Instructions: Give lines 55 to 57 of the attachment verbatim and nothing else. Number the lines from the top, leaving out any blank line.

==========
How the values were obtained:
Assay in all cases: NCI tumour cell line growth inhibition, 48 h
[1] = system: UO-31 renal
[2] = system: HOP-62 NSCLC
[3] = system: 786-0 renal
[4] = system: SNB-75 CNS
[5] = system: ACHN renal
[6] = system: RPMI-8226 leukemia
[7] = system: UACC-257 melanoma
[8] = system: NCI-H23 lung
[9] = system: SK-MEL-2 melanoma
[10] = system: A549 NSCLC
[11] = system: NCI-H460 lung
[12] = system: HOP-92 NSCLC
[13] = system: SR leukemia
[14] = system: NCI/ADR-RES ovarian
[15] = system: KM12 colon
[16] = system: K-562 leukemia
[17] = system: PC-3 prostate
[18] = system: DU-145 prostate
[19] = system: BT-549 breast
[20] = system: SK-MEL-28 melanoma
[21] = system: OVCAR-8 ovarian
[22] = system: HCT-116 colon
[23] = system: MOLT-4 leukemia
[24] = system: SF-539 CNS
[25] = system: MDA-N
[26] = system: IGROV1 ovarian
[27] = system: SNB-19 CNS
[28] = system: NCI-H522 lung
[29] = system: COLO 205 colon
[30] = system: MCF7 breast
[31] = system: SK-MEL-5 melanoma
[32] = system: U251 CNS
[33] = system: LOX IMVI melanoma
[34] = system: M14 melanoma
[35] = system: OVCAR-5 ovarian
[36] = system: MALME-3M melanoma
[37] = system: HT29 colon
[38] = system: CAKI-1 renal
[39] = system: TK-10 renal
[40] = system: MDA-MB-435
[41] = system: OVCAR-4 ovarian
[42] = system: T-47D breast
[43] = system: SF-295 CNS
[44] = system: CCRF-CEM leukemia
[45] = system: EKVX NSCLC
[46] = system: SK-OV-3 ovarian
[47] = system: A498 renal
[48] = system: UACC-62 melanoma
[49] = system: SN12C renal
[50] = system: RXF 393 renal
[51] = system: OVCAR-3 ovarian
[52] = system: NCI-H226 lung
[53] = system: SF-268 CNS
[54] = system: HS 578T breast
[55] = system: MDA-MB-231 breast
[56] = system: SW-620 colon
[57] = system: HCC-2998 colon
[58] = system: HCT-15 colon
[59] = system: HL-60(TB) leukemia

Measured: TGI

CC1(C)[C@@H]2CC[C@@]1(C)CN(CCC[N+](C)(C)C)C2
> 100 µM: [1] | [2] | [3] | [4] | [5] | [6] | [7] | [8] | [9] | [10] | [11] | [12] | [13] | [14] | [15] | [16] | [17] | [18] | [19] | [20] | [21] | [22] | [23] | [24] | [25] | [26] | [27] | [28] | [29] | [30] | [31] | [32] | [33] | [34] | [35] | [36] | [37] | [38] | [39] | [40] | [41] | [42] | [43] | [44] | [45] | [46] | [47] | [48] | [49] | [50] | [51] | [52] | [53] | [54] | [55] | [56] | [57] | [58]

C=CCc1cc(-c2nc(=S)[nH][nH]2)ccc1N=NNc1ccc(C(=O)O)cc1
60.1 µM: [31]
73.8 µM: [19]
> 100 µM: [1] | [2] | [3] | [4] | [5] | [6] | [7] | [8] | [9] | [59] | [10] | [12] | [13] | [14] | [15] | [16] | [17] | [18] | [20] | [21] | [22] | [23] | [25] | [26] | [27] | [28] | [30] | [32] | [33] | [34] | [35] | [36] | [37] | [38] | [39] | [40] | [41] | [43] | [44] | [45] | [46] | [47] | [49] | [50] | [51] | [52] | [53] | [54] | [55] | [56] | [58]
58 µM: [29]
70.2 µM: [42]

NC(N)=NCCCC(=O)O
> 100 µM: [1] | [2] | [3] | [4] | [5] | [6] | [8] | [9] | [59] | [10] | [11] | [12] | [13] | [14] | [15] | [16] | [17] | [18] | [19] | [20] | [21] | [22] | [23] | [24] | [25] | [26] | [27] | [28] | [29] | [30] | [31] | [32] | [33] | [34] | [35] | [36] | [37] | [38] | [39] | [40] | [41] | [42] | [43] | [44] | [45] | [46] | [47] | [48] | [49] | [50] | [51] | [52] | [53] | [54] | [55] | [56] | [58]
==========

[53] = system: SF-268 CNS
[54] = system: HS 578T breast
[55] = system: MDA-MB-231 breast